The United Nations hailed the court proceedings against Kosovar officials who were involved in the abduction of critics of Turkish President Recep Tayyip Erdoğan by Turkey’s National Intelligence Organization (MIT).
In a report issued by the UN secretary-general on April 12, 2022 on the work of the UN Interim Administration Mission in Kosovo (UNMIK), confirmation of the conviction of the Kosovar officials who helped Turkish intelligence abduct six Turkish nationals in a clandestine operation was cited as part of the development of the rule of law and human rights in Kosovo.
According to the UN the appeals court in Kosovo confirmed “indictments for abuse of official position or authority against the former heads of the Kosovo Intelligence Agency, the Department for Citizenship, Asylum and Immigration in the Ministry of Internal Affairs and the Directorate for Migration and Foreigners in the Kosovo Border Police, respectively.”
The ruling, rendered on December 17, 2021 by the Special Department of the Court of Appeals, upheld an earlier decision of the Special Department of the Basic Court of Pristina regarding the expulsion in March 2018 of six Erdoğan critics from Kosovo in violation of Kosovo laws.
Kosovar authorities initiated criminal prosecution, indictments and court proceedings after six Turkish nationals were illegally taken out of the country by the Turkish intelligence agency in March 2018, apparently aided and abetted by some Kosovar officials.
The incident sparked a crisis in Kosovo, with the prime minister saying he was not informed in advance of the operation, immediately sacking the interior minister and security chief.
UN secretary-general’s progress report on Kosovo:UN_Kosovo_report_MIT_abductions
Six people, including five teachers and one doctor affiliated with the Gülen movement, a group critical of President Erdoğan, were arrested as soon as they were brought to Turkey and jailed on fabricated charges of terrorism.
The Erdoğan government brands most of its critics and opponents as terrorists and jails many under the country’s abusive anti-terrorism laws with no evidence of the commission of violent or terrorist acts. Turkey is by far the leader in the number of prisoners convicted of terrorism in Europe according to a 2021 Council of Europe report. The country hosts 95 percent of all inmates in Europe who were imprisoned on terrorism convictions.
The Turkish nationals — Cihan Özkan, Kahraman Demirez, Hasan Hüseyin Günakan, Mustafa Erdem, Yusuf Karabina and Osman Karakaya — had nothing to do with terrorism, but they were affiliated with a government critic.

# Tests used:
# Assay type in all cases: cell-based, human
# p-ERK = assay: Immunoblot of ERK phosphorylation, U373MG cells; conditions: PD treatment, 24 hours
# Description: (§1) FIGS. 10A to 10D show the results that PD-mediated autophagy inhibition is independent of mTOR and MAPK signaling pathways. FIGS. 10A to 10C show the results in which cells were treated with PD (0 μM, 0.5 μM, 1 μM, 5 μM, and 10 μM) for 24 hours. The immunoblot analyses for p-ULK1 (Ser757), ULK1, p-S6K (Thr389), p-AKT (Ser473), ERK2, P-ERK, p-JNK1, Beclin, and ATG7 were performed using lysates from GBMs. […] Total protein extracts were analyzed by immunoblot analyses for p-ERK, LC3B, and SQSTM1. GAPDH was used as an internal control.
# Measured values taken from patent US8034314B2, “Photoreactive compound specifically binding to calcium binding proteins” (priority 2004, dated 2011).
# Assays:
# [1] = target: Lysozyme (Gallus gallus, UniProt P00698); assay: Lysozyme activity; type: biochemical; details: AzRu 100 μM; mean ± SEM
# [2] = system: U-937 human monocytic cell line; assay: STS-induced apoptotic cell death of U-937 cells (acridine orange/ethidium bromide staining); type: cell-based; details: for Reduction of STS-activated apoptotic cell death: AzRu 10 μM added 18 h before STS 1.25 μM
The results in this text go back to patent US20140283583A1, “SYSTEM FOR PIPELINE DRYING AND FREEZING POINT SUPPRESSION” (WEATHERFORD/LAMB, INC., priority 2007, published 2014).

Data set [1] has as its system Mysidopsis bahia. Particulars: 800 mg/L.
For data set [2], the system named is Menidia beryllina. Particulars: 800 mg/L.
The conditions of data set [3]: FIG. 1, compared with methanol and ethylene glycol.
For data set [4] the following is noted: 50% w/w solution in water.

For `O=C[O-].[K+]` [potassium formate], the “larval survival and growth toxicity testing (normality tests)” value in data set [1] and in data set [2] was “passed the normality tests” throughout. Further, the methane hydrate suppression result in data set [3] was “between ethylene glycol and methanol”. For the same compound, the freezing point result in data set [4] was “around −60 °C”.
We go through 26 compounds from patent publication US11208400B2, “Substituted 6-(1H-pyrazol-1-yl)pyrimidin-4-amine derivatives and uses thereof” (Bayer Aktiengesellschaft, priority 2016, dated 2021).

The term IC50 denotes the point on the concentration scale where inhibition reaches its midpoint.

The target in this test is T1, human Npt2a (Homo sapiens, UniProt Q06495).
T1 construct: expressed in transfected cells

Erdem was the general director of the Gülistan Education Institutions; Karabina was assistant director; Demirez was the principal of a school in Gjakova; Özkan and Günakan were working as teachers. They had long been residents of Kosovo. Cardiology professor Karakaya had recently moved to the country to escape the persecution of the Erdoğan regime in Turkey.
In September 2020 the United Nations Working Group on Arbitrary Detention (WGAD) stated that the arrest, detention and forced transfer to Turkey of the people by Kosovar and Turkish state agents were arbitrary and in violation of international human rights norms and standards, calling on Turkey for their immediate release.
Turkey’s Pristina embassy was key to the logistics and planning of the abduction and served as a detention center for the operation in Kosovo. The Turkish nationals were kept for a time at the embassy chancery or at the residence of then-Turkish Ambassador Kıvılcım Kılıç. The Cumhuriyet daily reported that pictures were taken on Turkish Embassy premises by the state-run Anadolu news agency after their detention.
In 2021 a court in Pristina accepted the indictment of three officials involved in the illegal deportation of the six Turks to Turkey: Driton Gashi, former head of the Kosovo Intelligence Agency; Valon Krasniqi, director of the Department of Citizenship and Migration at the Interior Ministry; and Rrahman Sylejmani, head of the Directorate of Migration and Foreigners in the Kosovo Border Police. All three were convicted, and the rulings were upheld on appeal.
Critics of the Erdoğan government abroad, in particular members of the Gülen movement, have been facing surveillance, harassment, death threats and abduction since President Erdoğan decided to scapegoat the group for his own legal troubles in a graft case in 2013. They have often been denied consular services such as power of attorney and birth registry as well as having their passports revoked. Their assets in Turkey are seized and their family members at home risk criminal charges.
More than 100 alleged members of the Gülen movement have been abducted abroad by Turkish intelligence and brought back to Turkey as part of the Turkish government’s global manhunt. They were reportedly subjected to torture and ill-treatment and were denied the right to a fair trial.